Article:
Fed Needed New Spine, Got New Face Instead

Bernanke has destroyed any potential authority he might have had by caving in to the first signs of volatility and pumping tens of billions of dollars into the markets in the last 2 weeks. One commentator argued that people are overreacting to the Fed’s actions because the liquidity is “temporary.” However, it does not matter that much of those injections have been returned to the Fed when (1) the Fed issued a “blank check” by stating that it was ready at all times to bailout whenever “necessary” and (2) the typical 14-day limit to each liquidity injection does not matter if the Fed is willing to refinance perpetually with fresh injections.

The markets “got” the message that “Helicopter Ben” Bernanke will come to the rescue and the party can continue: The effective Fed funds rate sank below the Fed’s target of 5.25% and some deals hit the basement of 0% interest. Further, the Fed-funds futures market responded by expecting a rate cut at the next Federal Open Market Committee (FOMC) meeting.

Fed Failure

  • Bernanke’s Fed claimed that it intervened last week because the always-fluctuating effective Fed funds rate was not at the target rate. However, the Fed’s overreaction to understandable market volatility, and to the desirable market correction in pricing (banks raising the effective rate to price risk better), left the effective rate still off target (not higher anymore but lower than the target rate, which is worse than the initial “problem”).
  • The Fed’s action also interfered with the market healing itself just as participants finally were trying to grapple with more-realistic prices.
  • Actions speak louder than words and Fed protestations that it will not bailout investors pale against its panicky interventions to stop panic. Traders can see who is panicky and they know an easy mark when they see one.
The Fed has increased moral hazard. The markets will expect more bailouts in the future. Each Fed bailout increases the pressure for the next bailout.

Meanwhile, each bailout placates only temporarily but at the cost of repeating the over-liquidity mistake that caused the mis-pricing problem in the first place.

The market initiated the solution and the Fed stepped in to sabotage the solution.

Friday, August 10, 2007

Federal Reserve's $38 Billion Binge Bails out Markets--for Today

The Federal Reserve cannot shake the easy-money monkey off its back.

The Federal Reserve slipped out and found its crack dealer again and burned up another $38 billion in emergency liquidity to prop up housing and stock prices even though they might still be overpriced at current levels.

Do you feel good now, Chairman Bernanke? You needed $24 billion yesterday. You needed $38 billion today. What about Monday? How much will you need on Monday?

"Fed funds climbed above 6% on Friday, reflecting uncertainty in the financial system, and the Federal Reserve Board said it was providing liquidity to facilitate the orderly functioning of financial markets" (Forbes).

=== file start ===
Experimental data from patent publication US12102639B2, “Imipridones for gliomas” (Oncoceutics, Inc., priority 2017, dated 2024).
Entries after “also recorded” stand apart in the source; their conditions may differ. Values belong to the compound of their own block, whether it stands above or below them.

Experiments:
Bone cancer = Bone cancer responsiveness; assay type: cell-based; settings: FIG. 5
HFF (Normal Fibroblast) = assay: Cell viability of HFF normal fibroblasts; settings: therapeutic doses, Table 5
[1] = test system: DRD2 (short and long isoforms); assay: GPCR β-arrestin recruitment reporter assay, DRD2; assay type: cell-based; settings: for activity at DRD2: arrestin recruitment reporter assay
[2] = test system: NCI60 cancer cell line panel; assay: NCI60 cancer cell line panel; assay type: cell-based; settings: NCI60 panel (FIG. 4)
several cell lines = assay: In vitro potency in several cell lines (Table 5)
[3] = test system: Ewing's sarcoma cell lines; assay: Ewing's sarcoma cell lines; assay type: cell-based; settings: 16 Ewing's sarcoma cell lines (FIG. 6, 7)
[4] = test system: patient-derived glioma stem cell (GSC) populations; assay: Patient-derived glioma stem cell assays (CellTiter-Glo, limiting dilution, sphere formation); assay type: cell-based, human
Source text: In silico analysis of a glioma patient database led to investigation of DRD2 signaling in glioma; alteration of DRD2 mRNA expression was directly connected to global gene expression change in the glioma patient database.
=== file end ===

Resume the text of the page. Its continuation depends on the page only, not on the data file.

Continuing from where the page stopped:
If we all marched off a cliff, would it be OK if we did it orderly?

Has the Federal Reserve ever heard of Adam Smith and the invisible hand of the market?

The Fed funds climbing above 6% is the market trying to tell the government that politicians are trying to force an unnatural, unsustainable policy--i.e., not only should the Fed not cut rates, borrowing is still too cheap.

Hillary Clinton's Billion-Dollar Housing Bailout and Economic Illiteracy

Add Hillary to the bipartisan list

Your cost: $2 billion

Hillary Clinton showed that she has no idea what she is talking about but wants to spend at least $1 billion of your money doing it.

Hillary’s subsidy to the rich (tax cuts for rich bad, but subsidies for rich good?)

Hillary Clinton proposed a federal government $1 billion fund of your tax dollars to bailout home-mortgage delinquents, banks, and Wall Street investors (since the mortgage payment goes to the banks and investors).

Her website's 8/7/07 press release appeared to call for a second billion-dollar fund, for a total of at least $2 billion.

Hillary’s economic illiteracy

Clinton began to show her misunderstanding of basic economics in her CNBC interview by praising the recent tightening of lending standards as a way to prevent foreclosures, even though tightened lending standards do the opposite and will increase foreclosures in current conditions.

She announced in her website's 8/7/07 press release, "If I were President, I would . . . increase the supply of affordable housing." Apparently, she has no idea that (1) it is the currently huge housing inventory (supply) that contributed to the housing crash and foreclosure problem (lower home values, new homes available cheaper than an over-indebted seller's mortgage), and (2) market crashes automatically make housing more affordable (prices drop) but her bailout policies will prop up inflated prices and keep housing less affordable.

She apparently cannot decide whether she wants housing to be less expensive or more expensive because moments later her press release declared war on lower home prices, "To make matters worse, home prices are weakening."

Hillary’s elitism: “Let them eat cake”

Clinton started the patented family sob story in her CNBC interview but then showed more confusion by also stating that it was good that fewer low-income people can get loans because low-income people getting loans contributed to the housing bubble. She asserted that some people "just had no business getting into homeownership.”